Lebanon, small republic of about 3,8 million people in southwest Asia, on the Mediterranean, bordered by Syria on the north and east and Israel on the south. Modern Lebanon is the only Arab State with a large Christian community. The capital is the free port of Beirut. Since the Civil War and subsequent conflicts (beginning in the 1970s), the strong financial and trade industries have weakened as well as other sectors of the Lebanese economy.
Land and climate
Geographically the country can be divided into 4 regions, all more or less parallel to the sea: a flat coastal strip along the Mediterranean, the Lebanon mountain range, the narrow Bekaa (Biqa) Valley, only 10 mi wide and the Anti-Lebanon Mountains of the eastern border. The Bekaa Valley, lying between the 2 major mountain ranges, is the country's most fertile area, though the coastal strip is also entirely fertile. Lebanon is fortunate in having more rainfall and a more moderate climate than most of the neighboring countries. In the past the country was famed for the cedars of Lebanon, which probably covered large tracts of its mountain ranges. Today only a few small cedar groves remain. The capital, Beirut, is a seaport of relatively recent origin. Other important cities are Tripoli (Tarabulus), the ancient Tyre and Sidon along the coast, and Zahle in the interior.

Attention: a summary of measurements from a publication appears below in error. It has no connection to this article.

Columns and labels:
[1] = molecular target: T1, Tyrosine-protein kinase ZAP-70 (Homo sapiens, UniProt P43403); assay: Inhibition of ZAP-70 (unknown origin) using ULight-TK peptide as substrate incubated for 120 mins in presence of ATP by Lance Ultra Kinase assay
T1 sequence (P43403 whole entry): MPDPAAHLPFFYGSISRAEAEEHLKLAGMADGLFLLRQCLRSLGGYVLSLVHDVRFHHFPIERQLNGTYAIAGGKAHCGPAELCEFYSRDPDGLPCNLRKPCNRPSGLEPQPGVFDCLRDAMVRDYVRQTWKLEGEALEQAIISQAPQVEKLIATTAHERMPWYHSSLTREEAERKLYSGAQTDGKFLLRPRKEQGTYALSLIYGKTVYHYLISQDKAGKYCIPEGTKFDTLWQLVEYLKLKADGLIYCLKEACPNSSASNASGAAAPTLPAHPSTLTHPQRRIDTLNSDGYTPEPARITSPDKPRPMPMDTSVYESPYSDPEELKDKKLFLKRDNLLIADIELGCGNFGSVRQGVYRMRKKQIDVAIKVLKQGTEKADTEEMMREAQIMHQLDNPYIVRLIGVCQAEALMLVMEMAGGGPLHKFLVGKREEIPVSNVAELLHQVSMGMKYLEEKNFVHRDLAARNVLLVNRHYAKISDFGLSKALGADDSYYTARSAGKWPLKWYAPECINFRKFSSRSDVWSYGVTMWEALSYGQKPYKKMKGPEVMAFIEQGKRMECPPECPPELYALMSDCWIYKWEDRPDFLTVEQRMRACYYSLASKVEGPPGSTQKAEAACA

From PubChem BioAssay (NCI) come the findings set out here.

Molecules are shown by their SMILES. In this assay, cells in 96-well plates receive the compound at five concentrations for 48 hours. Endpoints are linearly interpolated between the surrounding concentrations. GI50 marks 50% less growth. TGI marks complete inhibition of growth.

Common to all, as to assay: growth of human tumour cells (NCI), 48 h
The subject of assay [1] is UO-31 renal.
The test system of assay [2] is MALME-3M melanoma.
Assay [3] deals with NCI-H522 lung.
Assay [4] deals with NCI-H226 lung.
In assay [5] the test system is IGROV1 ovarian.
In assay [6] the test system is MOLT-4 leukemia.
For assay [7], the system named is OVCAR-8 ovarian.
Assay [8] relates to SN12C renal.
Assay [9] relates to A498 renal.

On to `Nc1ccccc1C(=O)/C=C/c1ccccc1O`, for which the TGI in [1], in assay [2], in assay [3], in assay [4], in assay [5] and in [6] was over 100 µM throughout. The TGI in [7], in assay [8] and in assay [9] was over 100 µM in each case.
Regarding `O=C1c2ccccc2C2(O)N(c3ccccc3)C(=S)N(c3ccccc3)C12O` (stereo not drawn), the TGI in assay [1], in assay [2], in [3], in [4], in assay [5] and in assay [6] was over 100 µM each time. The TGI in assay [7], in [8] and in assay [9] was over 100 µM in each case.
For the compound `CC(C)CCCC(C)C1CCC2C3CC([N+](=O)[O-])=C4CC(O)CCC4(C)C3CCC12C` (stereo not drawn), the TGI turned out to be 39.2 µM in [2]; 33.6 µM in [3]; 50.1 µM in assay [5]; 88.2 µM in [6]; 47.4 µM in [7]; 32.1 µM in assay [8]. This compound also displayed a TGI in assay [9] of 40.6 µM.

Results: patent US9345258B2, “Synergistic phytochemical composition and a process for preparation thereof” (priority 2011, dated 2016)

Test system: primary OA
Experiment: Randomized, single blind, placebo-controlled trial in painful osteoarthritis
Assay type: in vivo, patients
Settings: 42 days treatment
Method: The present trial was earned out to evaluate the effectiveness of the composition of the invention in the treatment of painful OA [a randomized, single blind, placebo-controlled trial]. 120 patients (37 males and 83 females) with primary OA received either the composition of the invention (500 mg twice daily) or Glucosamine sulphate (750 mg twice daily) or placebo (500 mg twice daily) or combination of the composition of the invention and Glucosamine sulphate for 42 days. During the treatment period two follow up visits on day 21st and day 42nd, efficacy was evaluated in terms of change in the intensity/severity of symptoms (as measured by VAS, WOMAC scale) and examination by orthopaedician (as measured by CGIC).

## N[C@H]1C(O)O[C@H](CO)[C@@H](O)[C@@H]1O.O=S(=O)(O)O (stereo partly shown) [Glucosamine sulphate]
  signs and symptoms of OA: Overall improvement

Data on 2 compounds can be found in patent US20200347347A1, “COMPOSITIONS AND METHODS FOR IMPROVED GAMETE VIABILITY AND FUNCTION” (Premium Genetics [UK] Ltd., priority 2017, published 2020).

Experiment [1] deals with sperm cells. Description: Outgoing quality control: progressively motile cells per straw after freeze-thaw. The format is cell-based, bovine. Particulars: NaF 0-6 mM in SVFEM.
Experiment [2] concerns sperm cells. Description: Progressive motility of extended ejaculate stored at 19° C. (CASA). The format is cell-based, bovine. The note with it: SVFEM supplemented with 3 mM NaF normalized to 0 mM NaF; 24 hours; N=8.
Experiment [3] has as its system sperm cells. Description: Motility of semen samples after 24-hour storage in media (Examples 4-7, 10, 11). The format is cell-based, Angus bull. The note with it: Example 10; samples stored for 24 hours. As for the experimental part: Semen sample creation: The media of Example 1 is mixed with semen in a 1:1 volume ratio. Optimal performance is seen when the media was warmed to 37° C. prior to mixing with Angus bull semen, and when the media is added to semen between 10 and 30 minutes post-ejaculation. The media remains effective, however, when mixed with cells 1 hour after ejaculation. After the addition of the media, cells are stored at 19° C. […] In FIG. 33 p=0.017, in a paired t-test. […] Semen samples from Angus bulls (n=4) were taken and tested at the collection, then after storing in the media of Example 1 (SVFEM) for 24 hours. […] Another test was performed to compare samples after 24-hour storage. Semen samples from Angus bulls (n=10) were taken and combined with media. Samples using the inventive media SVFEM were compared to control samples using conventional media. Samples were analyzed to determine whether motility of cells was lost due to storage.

The people of Lebanon are of mixed ancestry, but mostly Arab. About 40% are Christians. An Armenian community also exists. Most of the remainder are Sunni Muslims, with a smaller group of the Shi'te sect. The small Druze sect has played a significant part in Lebanese history, especially as a political and military force in the recent conflicts.
Lebanon is the site of ancient Phoenicia. Although engulfed by successive invaders—Greek, Roman, Arab and Turkish—it preserved some degree of autonomy. Lebanon's inaccessible mountains were an early refuge for persecuted religious groups, especially Christians. Freed from Turkish rule after World War I, the country passed into French hands, becoming effectively independent in 1943. Civil war erupted in 1975 between the conservative Christian Phalangists and leftist Muslim and Palestinian militias, including the Palestine Liberation Organization (PLO). In 1982 after years of skirmishes with the PLO in southern Lebanon, Israel invaded Lebanon, occupying Beirut and eventually forcing many PLO guerrillas to leave the country. A multinational peace-keeping force, including U.S. marines, arrived (1982) in Beirut, but withdrew within 1 year. The withdrawal was due, in part, to a terrorist attack on U.S. and French compounds which killed over 241 Marines (Oct. 23, 1983). By 1985 Israeli troops also withdrew from all but southern Lebanon. Since 1985 various attempts at ceasefires and political settlements have been made by Syria and other countries involved in the conflict. In 1996 the violence in South Lebanon escalated when Hezbollah fired missiles at North Israel. In return, Israel bombarded Beirut and South Lebanon. The violence caused new streams of refugees.